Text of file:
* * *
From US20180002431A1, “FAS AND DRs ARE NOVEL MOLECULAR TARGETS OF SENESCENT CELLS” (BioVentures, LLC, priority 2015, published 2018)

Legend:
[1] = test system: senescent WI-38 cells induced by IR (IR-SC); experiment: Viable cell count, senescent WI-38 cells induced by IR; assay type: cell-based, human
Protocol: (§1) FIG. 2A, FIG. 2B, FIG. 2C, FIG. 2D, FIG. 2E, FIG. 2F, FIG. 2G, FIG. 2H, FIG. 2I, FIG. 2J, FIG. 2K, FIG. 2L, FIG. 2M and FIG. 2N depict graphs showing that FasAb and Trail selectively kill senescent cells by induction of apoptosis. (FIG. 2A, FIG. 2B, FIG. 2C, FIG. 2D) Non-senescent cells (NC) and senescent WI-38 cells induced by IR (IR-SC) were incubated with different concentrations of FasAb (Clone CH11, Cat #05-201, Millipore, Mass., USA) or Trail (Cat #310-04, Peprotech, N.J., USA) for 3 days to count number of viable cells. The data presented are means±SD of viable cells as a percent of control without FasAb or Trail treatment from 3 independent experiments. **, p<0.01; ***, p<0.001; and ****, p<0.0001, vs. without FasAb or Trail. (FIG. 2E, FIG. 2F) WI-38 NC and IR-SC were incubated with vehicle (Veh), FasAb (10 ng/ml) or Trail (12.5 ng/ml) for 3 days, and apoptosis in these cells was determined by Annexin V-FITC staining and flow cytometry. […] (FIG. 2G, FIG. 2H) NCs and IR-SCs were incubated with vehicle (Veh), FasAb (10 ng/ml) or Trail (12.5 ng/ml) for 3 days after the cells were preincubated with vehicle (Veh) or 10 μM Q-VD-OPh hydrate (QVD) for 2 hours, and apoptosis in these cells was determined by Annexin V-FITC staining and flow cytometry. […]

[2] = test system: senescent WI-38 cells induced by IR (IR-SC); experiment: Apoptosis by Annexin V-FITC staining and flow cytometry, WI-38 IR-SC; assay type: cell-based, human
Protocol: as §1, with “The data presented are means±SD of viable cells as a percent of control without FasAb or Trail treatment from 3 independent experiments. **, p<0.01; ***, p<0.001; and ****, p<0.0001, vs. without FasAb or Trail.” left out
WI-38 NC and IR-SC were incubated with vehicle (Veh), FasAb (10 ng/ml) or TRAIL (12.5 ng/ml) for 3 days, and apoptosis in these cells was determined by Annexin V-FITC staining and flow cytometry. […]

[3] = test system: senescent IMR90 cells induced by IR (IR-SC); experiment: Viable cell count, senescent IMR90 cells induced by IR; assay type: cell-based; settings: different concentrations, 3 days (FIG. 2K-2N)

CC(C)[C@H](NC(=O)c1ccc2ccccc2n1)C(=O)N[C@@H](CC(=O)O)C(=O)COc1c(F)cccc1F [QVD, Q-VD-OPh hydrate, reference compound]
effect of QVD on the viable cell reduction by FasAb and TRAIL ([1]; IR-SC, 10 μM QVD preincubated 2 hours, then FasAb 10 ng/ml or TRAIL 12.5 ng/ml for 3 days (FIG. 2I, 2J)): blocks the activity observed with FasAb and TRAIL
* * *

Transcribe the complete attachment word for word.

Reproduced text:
From US20180002431A1, “FAS AND DRs ARE NOVEL MOLECULAR TARGETS OF SENESCENT CELLS” (BioVentures, LLC, priority 2015, published 2018)

Legend:
[1] = test system: senescent WI-38 cells induced by IR (IR-SC); experiment: Viable cell count, senescent WI-38 cells induced by IR; assay type: cell-based, human
Protocol: (§1) FIG. 2A, FIG. 2B, FIG. 2C, FIG. 2D, FIG. 2E, FIG. 2F, FIG. 2G, FIG. 2H, FIG. 2I, FIG. 2J, FIG. 2K, FIG. 2L, FIG. 2M and FIG. 2N depict graphs showing that FasAb and Trail selectively kill senescent cells by induction of apoptosis. (FIG. 2A, FIG. 2B, FIG. 2C, FIG. 2D) Non-senescent cells (NC) and senescent WI-38 cells induced by IR (IR-SC) were incubated with different concentrations of FasAb (Clone CH11, Cat #05-201, Millipore, Mass., USA) or Trail (Cat #310-04, Peprotech, N.J., USA) for 3 days to count number of viable cells. The data presented are means±SD of viable cells as a percent of control without FasAb or Trail treatment from 3 independent experiments. **, p<0.01; ***, p<0.001; and ****, p<0.0001, vs. without FasAb or Trail. (FIG. 2E, FIG. 2F) WI-38 NC and IR-SC were incubated with vehicle (Veh), FasAb (10 ng/ml) or Trail (12.5 ng/ml) for 3 days, and apoptosis in these cells was determined by Annexin V-FITC staining and flow cytometry. […] (FIG. 2G, FIG. 2H) NCs and IR-SCs were incubated with vehicle (Veh), FasAb (10 ng/ml) or Trail (12.5 ng/ml) for 3 days after the cells were preincubated with vehicle (Veh) or 10 μM Q-VD-OPh hydrate (QVD) for 2 hours, and apoptosis in these cells was determined by Annexin V-FITC staining and flow cytometry. […]

[2] = test system: senescent WI-38 cells induced by IR (IR-SC); experiment: Apoptosis by Annexin V-FITC staining and flow cytometry, WI-38 IR-SC; assay type: cell-based, human
Protocol: as §1, with “The data presented are means±SD of viable cells as a percent of control without FasAb or Trail treatment from 3 independent experiments. **, p<0.01; ***, p<0.001; and ****, p<0.0001, vs. without FasAb or Trail.” left out
WI-38 NC and IR-SC were incubated with vehicle (Veh), FasAb (10 ng/ml) or TRAIL (12.5 ng/ml) for 3 days, and apoptosis in these cells was determined by Annexin V-FITC staining and flow cytometry. […]

[3] = test system: senescent IMR90 cells induced by IR (IR-SC); experiment: Viable cell count, senescent IMR90 cells induced by IR; assay type: cell-based; settings: different concentrations, 3 days (FIG. 2K-2N)

CC(C)[C@H](NC(=O)c1ccc2ccccc2n1)C(=O)N[C@@H](CC(=O)O)C(=O)COc1c(F)cccc1F [QVD, Q-VD-OPh hydrate, reference compound]
effect of QVD on the viable cell reduction by FasAb and TRAIL ([1]; IR-SC, 10 μM QVD preincubated 2 hours, then FasAb 10 ng/ml or TRAIL 12.5 ng/ml for 3 days (FIG. 2I, 2J)): blocks the activity observed with FasAb and TRAIL